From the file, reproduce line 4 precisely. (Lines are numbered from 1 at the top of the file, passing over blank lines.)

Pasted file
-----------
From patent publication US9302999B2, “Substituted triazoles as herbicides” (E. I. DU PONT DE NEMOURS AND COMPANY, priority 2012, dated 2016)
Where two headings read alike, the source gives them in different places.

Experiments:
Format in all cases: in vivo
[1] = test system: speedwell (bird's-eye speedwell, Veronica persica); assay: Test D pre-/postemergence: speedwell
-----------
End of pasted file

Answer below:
Format in all cases: in vivo